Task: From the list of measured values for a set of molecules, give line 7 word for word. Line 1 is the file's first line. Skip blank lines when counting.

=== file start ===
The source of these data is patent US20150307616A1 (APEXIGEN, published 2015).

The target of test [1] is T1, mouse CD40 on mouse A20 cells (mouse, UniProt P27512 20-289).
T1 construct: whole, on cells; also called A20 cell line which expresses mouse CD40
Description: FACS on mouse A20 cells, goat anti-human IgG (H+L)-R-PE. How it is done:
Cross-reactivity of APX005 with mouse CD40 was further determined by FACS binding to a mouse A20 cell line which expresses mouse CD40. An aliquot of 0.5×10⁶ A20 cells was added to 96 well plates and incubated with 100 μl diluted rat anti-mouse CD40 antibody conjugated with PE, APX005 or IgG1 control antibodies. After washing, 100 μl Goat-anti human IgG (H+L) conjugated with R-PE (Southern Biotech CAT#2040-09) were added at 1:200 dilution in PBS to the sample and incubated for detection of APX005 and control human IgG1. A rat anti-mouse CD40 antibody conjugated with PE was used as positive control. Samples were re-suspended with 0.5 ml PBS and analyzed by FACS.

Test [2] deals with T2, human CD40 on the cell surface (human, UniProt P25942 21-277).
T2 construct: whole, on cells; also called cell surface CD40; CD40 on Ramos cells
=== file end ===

T2 construct: whole, on cells; also called cell surface CD40; CD40 on Ramos cells